Tuesday, 3 December 2013

Cirrhosis - The Risk Factors

Cirrhosis is defined as a condition of irreversible scarring liver as a result of liver tissue by fibrosis due to final phase of chronic liver diseases of that can lead to poor function of the liver and liver failure. According to the statistics, Number of discharges with chronic liver disease or cirrhosis as the first-listed diagnosis: 101,000 in 2009 and Deaths per 100,000 population: 10.3 in 2010(a). Hepatitis B infection cause of the disease is very prevalent in South-East Asia.
Risk factors
1. Gender
Female who are chronic alcohol drinkers are at increase to develop Cirrhosis. According to the study  in a population-based prospective cohort of 13,285 men and women aged 30-79 years, and diagnoses indicating alcoholic liver disease (n = 261) or cirrhosis (n = 124) were obtained from the Danish National Health Registers, indicated that women had a significantly higher relative risk of developing alcohol related liver disease than men for any given level of alcohol intake(8).

2. Diabetes mellitus (DM)
If you are diabetic, you are associated with increased risk of cirrhosis. According to the study by the University Hospital, Monterrey, about 30% of patients with cirrhosis have diabetes mellitus (DM). There exists in relation to: type 2 DM alone or as part of the metabolic syndrome in the development of liver disease; factors involved in the genesis of hepatogenous diabetes; the impact of DM on the clinical outcome of liver disease; the management of DM in cirrhotic patients and the role of DM as a risk factor for the occurrence and exacerbation of hepatocellular carcinoma(9). Other study indicated that Insulin resistance in liver cirrhosis was higher than the other type 2 DM, and impaired hepatic insulin degradation might be an important mechanism of hyperinsulinemia in liver cirrhosis(10).

3. Excessive alcohol drinking
People who drinks abusively, in most case died as a result of the progression of liver diseases. According to the review of Seventeen studies  alcohol consumption had a significantly larger impact on mortality of liver cirrhosis compared with morbidity. Also, the same amount of average consumption was related to a higher risk of liver cirrhosis in women than in men(11).

4. Medication induced cirrhosis
Certain medication may cause increased risk of cirrhosis to the takers. According to the study by the Seoul National University College of Medicine, anti-tuberculosis (TB) drug-induced liver injury (DILI) in patients with chronic liver disease including cirrhosis, but the drugs may be safely used in the patients with chronic liver disease including compensated cirrhosis if number of hepatotoxic drugs used is adjusted appropriately(12). In other study by University "Magna Græcia" of Catanzaro, there is a case of a male patient who developed severe drug-induced hepatotoxicity during the treatment with Cyproterone acetate (CPA). The case, presenting sub-acute hepatitis, was characterized by a rapid evolution of cirrhosis and a protracted activity during the period of a few months despite the treatment withdrawal and an apparent benefits of corticosteroids, suggesting their indication in life threatening cases(13).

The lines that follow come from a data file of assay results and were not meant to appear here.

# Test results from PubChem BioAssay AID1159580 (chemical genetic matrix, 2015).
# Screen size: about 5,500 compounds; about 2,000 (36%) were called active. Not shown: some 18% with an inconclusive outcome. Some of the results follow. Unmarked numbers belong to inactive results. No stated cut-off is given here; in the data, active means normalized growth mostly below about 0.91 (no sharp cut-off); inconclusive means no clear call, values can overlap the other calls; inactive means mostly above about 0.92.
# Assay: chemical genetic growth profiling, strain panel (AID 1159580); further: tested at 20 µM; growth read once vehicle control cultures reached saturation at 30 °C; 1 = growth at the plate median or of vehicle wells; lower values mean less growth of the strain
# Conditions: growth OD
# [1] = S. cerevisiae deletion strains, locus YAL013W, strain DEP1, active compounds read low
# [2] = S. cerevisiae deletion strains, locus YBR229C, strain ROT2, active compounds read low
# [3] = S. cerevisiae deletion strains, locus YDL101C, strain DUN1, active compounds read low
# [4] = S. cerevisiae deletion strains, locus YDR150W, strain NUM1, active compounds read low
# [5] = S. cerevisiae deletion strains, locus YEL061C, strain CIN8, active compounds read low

5. Age
Risk of cirrhosis is increased with progression of age. According to the study by the University of Sydney, there is evidence that the sinusoidal changes in cirrhosis and aging contribute to hepatocyte hypoxia, thus providing a mechanism for the apparent differential reduction of oxygen-dependent phase I metabolic pathways in these conditions. Structural change and subsequent dysfunction of the liver sieve warrant consideration as a significant factor in the impairment of overall substrate handling and hepatic drug metabolism in cirrhosis and aging(14).

6. Obesity
Risk of cirrhosis is increased for obese people. In the study to evaluate the role of obesity, in relationship to other recognized predictors, in the development of CD in patients with compensated cirrhosis, found that obesity has a deleterious effect on the natural history of compensated cirrhosis of all etiologies, independent of portal pressure and liver function. Weight reduction may be a valuable therapeutic measure in this patient population(15).

7. Heredity
Alpha-1-anti-trypsin deficiency is the most common genetic cause of liver disease in children and liver transplantation is currently the only available treatment, according to the study by Telethon Institute of Genetics and Medicine(16).

8. Toxins
Toxins can damage the liver. according to the study by University Hospital Regensburg, Xanthohumol, the major prenylated chalcone found in hops, is known for its anti-inflammatory properties exerts a protective effects of xanthohumol in this toxic liver injury model involves direct mechanisms related to its ability to block both hepatic inflammation and the activation of hepatic stellate cells, presumable at least in part via decreasing NFκB activity(17).

9. Etc.
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(a) http://www.cdc.gov/nchs/fastats/liverdis.htm
(8) http://www.ncbi.nlm.nih.gov/pubmed/9214055
(9) http://www.ncbi.nlm.nih.gov/pubmed/19140227
(10) http://www.ncbi.nlm.nih.gov/pubmed/17237630
(11) http://www.ncbi.nlm.nih.gov/pubmed/20636661
(12) http://www.ncbi.nlm.nih.gov/pubmed/20670648
(13) http://www.ncbi.nlm.nih.gov/pubmed/23293208
(14) http://www.ncbi.nlm.nih.gov/pubmed/15656697
(15) http://www.ncbi.nlm.nih.gov/pubmed/21567436
(16) http://www.ncbi.nlm.nih.gov/pubmed/23381957
(17) http://www.ncbi.nlm.nih.gov/pubmed/22295144

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